What is the Hardest Part About Learning French?

Many consider pronunciation one of the hardest parts about learning French.
French can be a difficult language to learn, but that shouldn’t scare you away from all the benefits that come from learning it!

“Apprendre une langue que vous ne connaissez pas est difficile.”

Do you have any idea what the above sentence in French means? You can probably pick out the words ‘langue’ which looks like language, and ‘difficile’ which looks like difficult. If you know Spanish, ‘apprendre’ looks like ‘aprender’ (to learn). So according to our powers of deduction, we can assume the sentence is something about how learning a language is difficult (English Translation: Learning a language that you’re not familiar with is difficult).

Now, pronounce the French sentence. 

That part’s a bit harder, even if you’re vaguely familiar with how French sounds. In fact, many consider pronunciation one of the hardest parts about learning French. Why is this?

 

Vowels

 

In general, English vowels are shorter than long French vowels, and the French have many vowels which are pronounced with rounded lips. In addition, French use Nasal Vowels – these are pronounced by passing air through the mouth and nose, as opposed to oral vowels, which only involve the mouth. 

 

Examples:

  • When the French say “papa” they press their lips together to prepare the ‘p’ and let the vowels do all the hard work (Listen here).
  • When English speakers say “papa” they press their lips together for the ‘p’ and make sure to enunciate each ‘p’ which tells the vowels how to behave around the consonants.  (Listen here). 

 

Tip: Find a video in French on YouTube and repeat the sentences out loud. Pause, replay, and repeat each word out loud for as many times as it takes to pronounce it correctly. 

 

Silent Letters

 

A phonetic language (e.g., Spanish, Arabic) is one in which each letter has a single corresponding sound; in other words, spelling matches the pronunciation. Other languages, like French and English, are not phonetic: they have letters that can be pronounced in different ways or sometimes not at all.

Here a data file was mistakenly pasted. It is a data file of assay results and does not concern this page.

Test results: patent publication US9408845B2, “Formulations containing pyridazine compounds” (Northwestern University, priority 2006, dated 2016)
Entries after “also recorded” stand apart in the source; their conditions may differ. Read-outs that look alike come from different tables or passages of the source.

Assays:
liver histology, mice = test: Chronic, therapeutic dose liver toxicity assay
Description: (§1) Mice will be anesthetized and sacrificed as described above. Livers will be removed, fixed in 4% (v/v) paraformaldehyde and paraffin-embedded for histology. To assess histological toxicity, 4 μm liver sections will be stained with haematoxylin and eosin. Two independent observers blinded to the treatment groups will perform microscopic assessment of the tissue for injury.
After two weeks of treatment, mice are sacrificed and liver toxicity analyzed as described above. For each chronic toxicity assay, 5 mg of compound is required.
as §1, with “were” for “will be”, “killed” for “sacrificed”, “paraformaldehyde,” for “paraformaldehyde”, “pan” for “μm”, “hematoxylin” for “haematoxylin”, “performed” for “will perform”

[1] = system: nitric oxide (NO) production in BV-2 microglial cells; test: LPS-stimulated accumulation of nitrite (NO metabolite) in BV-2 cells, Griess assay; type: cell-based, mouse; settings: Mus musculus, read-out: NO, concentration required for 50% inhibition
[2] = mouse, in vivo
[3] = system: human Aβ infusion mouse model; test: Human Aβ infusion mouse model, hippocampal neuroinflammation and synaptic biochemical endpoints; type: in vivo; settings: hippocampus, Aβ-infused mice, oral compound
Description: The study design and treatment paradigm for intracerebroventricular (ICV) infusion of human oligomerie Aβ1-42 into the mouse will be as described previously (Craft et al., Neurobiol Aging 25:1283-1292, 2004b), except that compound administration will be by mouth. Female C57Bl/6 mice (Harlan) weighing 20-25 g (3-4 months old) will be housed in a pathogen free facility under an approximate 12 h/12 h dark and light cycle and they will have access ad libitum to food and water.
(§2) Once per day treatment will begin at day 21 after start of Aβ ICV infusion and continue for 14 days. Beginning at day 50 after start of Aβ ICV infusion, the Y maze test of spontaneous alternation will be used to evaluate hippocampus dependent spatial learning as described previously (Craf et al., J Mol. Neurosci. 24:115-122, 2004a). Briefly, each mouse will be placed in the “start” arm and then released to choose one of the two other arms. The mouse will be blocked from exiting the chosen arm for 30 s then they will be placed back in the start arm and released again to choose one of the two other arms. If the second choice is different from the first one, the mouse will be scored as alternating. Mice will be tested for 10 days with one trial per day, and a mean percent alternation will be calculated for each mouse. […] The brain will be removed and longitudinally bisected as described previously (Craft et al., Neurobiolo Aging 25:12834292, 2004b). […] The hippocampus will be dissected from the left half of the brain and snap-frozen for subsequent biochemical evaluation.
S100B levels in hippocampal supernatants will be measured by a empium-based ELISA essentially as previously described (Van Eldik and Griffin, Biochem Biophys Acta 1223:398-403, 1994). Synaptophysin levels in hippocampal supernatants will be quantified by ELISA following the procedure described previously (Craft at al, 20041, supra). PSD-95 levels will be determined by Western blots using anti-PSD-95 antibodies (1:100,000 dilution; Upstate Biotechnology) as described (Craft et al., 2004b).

Examples: 

       1. In French, the letter ‘h’ is never pronounced unless with the letter c, where it transforms to the sound ‘ch.’

      2. In French, the letter ‘s’ is not pronounced at the end of words when:

  • It indicates a plural: chemises (shirts)
  • It is at the end of some words: un corps (a body)
  • At the end of verbs: tu parles (you speak)

 

Tip: The letters B, C, F, K, L, Q, and R are usually pronounced at the end of a word. Use the word ‘CaReFuL’ to remember the most common of the usually pronounced final consonants.

 

Syllabic Emphasis

 

While English is a stress-timed language (some syllables are longer and some are shorter), French is a syllable-timed language (all syllables are the same length). An English speaker might have difficulty adjusting to the rhythm of French and understanding where the emphasis is. 

 

Examples:

  • “Jim and I are going to the store.” In English, when a native speaker says this sentence quickly, ‘and’ can be condensed to sound like ‘n’ and ‘to the’ can be condensed and shortened so that the emphasis is on the words “Jim, going, and store.” 
  • “Jim et moi allons au magasin.” In French, each word in the sentence has the same emphasis, so it might be difficult for the English ear to pick out the emphasis and for them not to speak their own emphasis into it. 

 

Tip: Try stringing together words. It’s not uncommon for French speakers to string together 6 syllables at a time without pausing between words. 

 

French can be a difficult language to learn, but that shouldn’t scare you away from all the benefits that come from learning it! If you’re looking for an amazing program that will help you with your French reading, writing, pronunciation, and grammar, all while having tons of fun, check out Cultural Bytes’ One-on-one tutoring classes. 

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